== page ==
19     Parquet Courts : Wide Awake!
… it’s also their most groundbreaking. It’s an album about independence and individuality but also about collectivity and communitarianism. Love is at its centre. …. ambitious, diverse, one of those ‘you can’t pigeonhole’ bands that keep on amazing me. Probably their most accessible effort to date. Said Wayne Carey here.


20      The Rising – Are You Ready To Fly (Detour)

The Rising sound familiar, but they are brand new. They sound ‘old-fashioned’, but they are modern, they are Now! They are the blokes down the pub with a thousand stories and jokes but against all the odds they have produced a classic album of British working class pop music. Thoroughly modern modernist pop. Said Ged Babey here.


21      Fur Dixon –  Return 2 Sender  (Wtfukushima)

Return 2 Sender is the sound of jubilant celebration and impassioned longing. The album switching seamlessly between full-on surf/garage rock’n’roll stompers and smouldering torch songs., while Fur’s range allows her angelic vocals to shine and soar…  said Neil Hodge here.

22      Heavy Drapes – Crashing Like Stars (Tarbeach Recordings)

If you haven’t heard this band before, and you like “in your face” music, with both UK first wave punk and the New York scene influences, but brought right into the 21st Century…. a band that plays with a passionate intensity and a frontman who really means it, man. If you like an album with plenty of anthemic, sing-a-long tunes… This album is for you.  Reviewed by Neil Hodge here


23       Laibach – the Sound of Music  (Mute)
The Sound of Music was conceived when Laibach were infamously invited to perform in North Korea in 2015. The band performed several songs from the 1965 film’s soundtrack at the concert in Pyongyang, chosen by Laibach as it’s a well-known and beloved film in the DPRK and often used by schoolchildren to learn English. The album gives the Laibach treatment to tracks such as ‘My Favorite Things’, ‘Edelweiss’and ‘Maria’, here reworked as ‘Maria / Korea’ (“How do you solve a problem like Maria / Korea?”).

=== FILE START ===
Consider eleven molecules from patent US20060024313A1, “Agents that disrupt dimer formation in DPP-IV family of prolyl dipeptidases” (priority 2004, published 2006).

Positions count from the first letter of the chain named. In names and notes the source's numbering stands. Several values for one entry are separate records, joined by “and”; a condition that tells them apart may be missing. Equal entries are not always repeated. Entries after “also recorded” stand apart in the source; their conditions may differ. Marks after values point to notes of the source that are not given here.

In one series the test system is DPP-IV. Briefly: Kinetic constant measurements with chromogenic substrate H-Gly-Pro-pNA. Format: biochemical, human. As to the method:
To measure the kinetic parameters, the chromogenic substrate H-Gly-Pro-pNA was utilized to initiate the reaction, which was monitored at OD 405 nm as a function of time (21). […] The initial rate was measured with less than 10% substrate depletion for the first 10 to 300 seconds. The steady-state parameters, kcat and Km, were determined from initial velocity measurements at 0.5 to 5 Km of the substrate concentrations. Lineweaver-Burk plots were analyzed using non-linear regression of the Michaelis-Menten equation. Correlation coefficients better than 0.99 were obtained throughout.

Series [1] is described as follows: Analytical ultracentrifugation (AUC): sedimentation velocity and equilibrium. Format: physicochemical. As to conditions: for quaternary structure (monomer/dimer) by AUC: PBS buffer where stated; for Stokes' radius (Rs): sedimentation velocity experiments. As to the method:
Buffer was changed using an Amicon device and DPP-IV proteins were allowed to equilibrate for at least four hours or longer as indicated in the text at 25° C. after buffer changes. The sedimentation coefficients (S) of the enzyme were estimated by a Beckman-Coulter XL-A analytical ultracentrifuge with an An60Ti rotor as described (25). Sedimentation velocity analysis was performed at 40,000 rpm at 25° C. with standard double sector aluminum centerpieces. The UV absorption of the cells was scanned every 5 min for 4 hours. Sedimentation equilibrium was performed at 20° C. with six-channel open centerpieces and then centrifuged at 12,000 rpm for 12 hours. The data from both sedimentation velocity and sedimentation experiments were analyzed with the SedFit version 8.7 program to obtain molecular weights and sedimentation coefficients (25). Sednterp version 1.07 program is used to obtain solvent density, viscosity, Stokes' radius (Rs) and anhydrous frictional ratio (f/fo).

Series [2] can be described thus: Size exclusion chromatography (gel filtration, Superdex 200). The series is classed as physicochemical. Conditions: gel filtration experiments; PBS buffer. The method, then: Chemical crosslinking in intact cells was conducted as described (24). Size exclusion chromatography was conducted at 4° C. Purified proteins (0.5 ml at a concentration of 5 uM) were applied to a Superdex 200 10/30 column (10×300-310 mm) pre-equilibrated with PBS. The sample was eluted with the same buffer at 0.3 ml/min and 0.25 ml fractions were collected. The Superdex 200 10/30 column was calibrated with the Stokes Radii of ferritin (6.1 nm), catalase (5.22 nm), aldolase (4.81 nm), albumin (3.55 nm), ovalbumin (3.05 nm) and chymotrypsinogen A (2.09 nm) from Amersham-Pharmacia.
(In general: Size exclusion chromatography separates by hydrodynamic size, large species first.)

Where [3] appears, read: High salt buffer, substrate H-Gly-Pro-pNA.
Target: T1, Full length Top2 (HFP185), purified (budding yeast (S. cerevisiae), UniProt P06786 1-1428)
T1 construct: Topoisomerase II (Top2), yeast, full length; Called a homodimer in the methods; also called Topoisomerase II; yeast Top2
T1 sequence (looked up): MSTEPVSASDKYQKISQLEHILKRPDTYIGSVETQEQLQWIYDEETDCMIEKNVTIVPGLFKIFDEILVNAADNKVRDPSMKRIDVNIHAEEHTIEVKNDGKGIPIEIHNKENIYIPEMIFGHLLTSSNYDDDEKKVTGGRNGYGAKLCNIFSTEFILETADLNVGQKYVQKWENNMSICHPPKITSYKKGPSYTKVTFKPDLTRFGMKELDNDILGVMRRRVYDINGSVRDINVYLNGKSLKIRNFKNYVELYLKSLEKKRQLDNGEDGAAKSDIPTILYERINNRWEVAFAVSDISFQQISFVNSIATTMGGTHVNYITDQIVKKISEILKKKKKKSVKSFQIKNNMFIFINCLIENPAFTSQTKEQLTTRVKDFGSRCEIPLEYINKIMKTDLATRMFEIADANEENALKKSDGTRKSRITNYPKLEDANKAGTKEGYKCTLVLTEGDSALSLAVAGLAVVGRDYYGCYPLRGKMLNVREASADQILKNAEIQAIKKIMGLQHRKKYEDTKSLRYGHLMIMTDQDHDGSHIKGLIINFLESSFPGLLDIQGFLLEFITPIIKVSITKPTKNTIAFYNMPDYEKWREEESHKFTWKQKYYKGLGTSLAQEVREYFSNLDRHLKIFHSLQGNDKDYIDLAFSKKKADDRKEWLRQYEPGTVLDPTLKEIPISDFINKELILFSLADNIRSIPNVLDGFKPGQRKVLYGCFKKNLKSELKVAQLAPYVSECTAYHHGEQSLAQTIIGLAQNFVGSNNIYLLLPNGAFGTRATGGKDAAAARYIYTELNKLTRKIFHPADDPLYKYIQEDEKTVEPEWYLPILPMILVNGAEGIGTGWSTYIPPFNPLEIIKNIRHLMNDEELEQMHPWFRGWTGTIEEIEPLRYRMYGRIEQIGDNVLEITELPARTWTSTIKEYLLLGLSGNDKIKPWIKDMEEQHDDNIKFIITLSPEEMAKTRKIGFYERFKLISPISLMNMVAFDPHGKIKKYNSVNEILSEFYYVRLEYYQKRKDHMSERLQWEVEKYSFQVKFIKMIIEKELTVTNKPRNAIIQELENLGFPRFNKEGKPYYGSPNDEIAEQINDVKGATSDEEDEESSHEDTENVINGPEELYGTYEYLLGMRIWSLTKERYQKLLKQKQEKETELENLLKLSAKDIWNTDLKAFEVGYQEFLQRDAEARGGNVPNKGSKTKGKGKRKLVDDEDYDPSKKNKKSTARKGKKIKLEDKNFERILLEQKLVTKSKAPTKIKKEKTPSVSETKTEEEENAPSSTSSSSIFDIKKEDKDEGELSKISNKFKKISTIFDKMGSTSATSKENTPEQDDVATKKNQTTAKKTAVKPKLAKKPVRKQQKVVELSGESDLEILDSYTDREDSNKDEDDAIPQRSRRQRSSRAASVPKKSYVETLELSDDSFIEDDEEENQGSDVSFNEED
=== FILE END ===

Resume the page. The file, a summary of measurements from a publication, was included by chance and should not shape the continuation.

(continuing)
Pigs Pigs Pigs Pigs Pigs Pigs Pigs – King Of Cowards (Rocket Recordings)

The Iggy-esque drive to dementia, Sabbath-esque squalor and Motörhead-style dirt may still be present and correct yet the songs are leaner, the long-drawn-out riff-fests sharpened into addictive hammer blows and the nihilistic dirges of yore alchemically transformed into an uplifting and inviting barrage of hedonistic abandon. Said Ioan here


Carol Hodge: Hold On to That Flame  (Chopback)

Carol Hodge is just a wonderful, skilled songwriter and soulful singer par excellence – she should be a massive fucking star. (And not just at a ‘cult’ level….)  This is a soulful, soul-baring, compassionate and passionate collection of songs.  This album needs to be heard far and wide.  Reviewed here by Ged Babey


26 – 50  are here

51 -200  here


Compiled by Ged Babey from votes from John Robb, Nigel Carr, Mike Ainscoe,  Neil Hodge, Gus Ironside, Paul Scott Bates, Simon Tucker, Matt Mead, Cassie Fox, Ian Canty, Nathan Brown, Tim Cooper, Arash Torabi Hal Incandenza,  Christopher Lloyd, Melanie Smith,  Keith Goldhanger, Neil Johnson, Nathan Whittle, John Kean, Wayne Carey, Ged Babey, Mark Ray, Paul Grace, Emily Oldfield, Phil Newall, Dom Wals, Cazz Blasé, Naomi Dryden-Smith and Ioan Humphreys.




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Ged Babey is 56. from Southampton, has written since 1985 for Sound Info, Due South, various fanzines and websites, contributed to Record Collector magazine and was sole author of 'Punk Throwback' fanzine -the name of which was taken from an insult hurled at him by the singer with a young band he managed for a while. Ged believes that all good music and art has a connection with punk rock.